An infant who adapts to the needs of the mother, as it grows up, does not develop a stable sense of self, because it is constantly focused outside, rather than on its own experience. Miller points out that while individuation and emotional growth are stunted in these individuals, their intellectual growth is not. In the case of gifted children, they may even use their intellectual skills to compensate. After being ‘good’ (well-mannered, obedient, responsible) children, they grow up to be successful, a further source of pride to their parents.

Here, we come to the problem of narcissism: the narcissist works hard to earn the attention, the love and acceptance of others. However, the underlying need is one of unconditional acceptance, and this need can never be met by ‘earned’ praise, love, or admiration. The narcissist still lives outside of the self, constantly observing from the outside: how do I appear? How should I be feeling? How should I be acting to receive the acceptance / love / attention of those around me?

Miller argues that by helping narcissistic clients realize the dilemma they are in, and by allowing them to learn now what they did not have a chance to learn as infants and children, analysts (therapists) can help them complete their stalled individuation.

This involves instances of transference, where the analyst becomes a stand-in for the parent figure / the mother. It involves the first-hand experience of the client that her emotions are her own, that she is allowed to have them, and that she does not owe the Other some emotional debt. She no longer needs to adapt to the needs of the Other (be that a parent, a partner, etc) in order to survive. The most difficult part for the client may be reaching the realization that she has not yet embraced these truths. Miller points out that once we are able to leave the dependency of the child – this existential fear of abandonment – behind us, we become emotionally free. (45)


Miller closes by pointing out that every mother has some emotional baggage, some history of her own that she cannot help but communicate to her child. There is no ‘perfect’, unburdened mother. Sometimes, too, the burden is much larger: crises or wars put families in situations where children have to take on roles they are not yet ready for, to parent their siblings or even their own parents.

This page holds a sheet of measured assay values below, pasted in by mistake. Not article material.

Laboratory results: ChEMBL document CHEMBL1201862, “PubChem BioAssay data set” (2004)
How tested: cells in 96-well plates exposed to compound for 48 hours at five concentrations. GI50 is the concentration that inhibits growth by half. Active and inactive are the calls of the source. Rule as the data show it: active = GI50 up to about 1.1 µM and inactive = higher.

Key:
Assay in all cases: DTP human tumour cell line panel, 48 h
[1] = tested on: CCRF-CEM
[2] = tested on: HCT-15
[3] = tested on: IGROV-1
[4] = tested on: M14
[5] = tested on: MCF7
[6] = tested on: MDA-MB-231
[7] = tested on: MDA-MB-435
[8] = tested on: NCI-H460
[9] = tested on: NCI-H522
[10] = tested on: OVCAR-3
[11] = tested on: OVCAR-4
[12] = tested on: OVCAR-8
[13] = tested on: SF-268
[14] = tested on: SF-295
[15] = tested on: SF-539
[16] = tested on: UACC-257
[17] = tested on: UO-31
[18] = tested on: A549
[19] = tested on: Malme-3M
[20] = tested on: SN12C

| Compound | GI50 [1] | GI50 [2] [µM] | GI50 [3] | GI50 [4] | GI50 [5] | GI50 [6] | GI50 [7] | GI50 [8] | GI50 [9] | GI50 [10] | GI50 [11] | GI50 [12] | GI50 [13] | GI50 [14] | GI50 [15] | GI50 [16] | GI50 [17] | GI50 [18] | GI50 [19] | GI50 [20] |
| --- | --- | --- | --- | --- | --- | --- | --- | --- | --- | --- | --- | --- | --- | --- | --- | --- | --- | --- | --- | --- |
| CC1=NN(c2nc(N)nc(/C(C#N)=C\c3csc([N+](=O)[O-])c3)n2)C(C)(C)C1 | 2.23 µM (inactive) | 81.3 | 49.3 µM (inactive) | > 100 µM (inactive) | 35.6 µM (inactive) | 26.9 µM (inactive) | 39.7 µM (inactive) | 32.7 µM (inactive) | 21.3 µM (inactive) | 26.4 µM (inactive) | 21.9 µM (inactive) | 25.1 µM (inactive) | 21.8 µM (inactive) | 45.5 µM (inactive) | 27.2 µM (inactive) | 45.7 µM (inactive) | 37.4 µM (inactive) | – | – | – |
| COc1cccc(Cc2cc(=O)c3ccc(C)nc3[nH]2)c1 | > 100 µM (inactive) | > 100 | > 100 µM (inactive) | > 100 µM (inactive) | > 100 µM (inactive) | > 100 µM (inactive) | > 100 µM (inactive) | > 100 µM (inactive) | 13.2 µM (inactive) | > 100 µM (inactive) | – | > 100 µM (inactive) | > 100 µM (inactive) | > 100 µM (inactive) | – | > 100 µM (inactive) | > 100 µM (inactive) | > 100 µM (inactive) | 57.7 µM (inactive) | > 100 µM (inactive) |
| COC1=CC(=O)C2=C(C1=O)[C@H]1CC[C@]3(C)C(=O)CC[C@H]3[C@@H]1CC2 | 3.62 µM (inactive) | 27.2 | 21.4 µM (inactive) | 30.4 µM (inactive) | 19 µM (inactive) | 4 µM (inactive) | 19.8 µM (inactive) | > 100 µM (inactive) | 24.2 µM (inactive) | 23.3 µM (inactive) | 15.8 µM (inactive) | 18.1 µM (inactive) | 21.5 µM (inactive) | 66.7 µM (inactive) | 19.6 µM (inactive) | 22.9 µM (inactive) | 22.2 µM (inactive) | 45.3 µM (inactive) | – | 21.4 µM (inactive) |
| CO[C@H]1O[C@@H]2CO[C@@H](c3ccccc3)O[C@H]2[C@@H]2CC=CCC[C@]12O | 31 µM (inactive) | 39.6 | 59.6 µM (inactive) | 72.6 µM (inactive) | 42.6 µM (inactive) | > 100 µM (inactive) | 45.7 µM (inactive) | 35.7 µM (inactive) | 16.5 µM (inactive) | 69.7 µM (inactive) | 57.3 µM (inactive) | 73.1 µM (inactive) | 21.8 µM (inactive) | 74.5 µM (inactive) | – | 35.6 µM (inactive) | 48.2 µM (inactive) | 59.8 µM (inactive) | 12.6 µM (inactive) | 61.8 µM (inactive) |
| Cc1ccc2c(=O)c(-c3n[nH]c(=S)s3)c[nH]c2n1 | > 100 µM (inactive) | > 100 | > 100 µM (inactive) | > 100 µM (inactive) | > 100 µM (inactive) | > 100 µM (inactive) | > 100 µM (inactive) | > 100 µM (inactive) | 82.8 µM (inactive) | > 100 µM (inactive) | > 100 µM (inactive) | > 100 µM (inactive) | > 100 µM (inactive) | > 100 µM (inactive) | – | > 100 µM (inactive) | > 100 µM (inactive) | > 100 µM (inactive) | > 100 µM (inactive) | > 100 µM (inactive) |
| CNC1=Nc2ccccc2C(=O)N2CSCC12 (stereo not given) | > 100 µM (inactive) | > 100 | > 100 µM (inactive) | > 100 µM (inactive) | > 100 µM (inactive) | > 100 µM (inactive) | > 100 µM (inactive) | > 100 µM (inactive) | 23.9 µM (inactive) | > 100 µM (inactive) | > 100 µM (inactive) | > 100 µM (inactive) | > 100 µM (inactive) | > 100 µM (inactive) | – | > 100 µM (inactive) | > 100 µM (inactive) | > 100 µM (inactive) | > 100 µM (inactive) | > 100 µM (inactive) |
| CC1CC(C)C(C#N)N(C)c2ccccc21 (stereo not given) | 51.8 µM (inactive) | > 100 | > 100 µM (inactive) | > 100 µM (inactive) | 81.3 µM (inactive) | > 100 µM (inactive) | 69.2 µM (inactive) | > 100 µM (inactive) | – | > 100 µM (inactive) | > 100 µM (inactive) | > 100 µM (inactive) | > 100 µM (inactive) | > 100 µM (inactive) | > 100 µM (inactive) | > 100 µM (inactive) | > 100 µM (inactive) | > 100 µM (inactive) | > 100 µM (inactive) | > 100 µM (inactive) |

Additionally, not every child is equally affected by its mother’s background and needs, and most of us are fine, despite the imperfections of our childhoods. However, those who have lived through (and processed) the drama of the gifted child can be a valuable resource for those who are stuck in the middle of the drama.

There’s plenty of prejudice going around about mental health, and too many times have I heard something along the lines of “Shrinks are the ones who need shrinks the most” – Miller suggests that while yes, analysts may choose their profession because they have first-hand experience with psychological processes gone awry, she also points out that rather than meaning they are ‘damaged’ in some way, they have developed a set of skills crucial to helping others handle their crises.


Post 2: Depression and Grandiosity

Post 3: On Contempt


About annette.c.boehm

words escape me.


  1. Pingback: Reading Alice Miller (2): Depression & Grandiosity | Outside of a Cat

  2. Pingback: Alice Miller (3): On Contempt | Outside of a Cat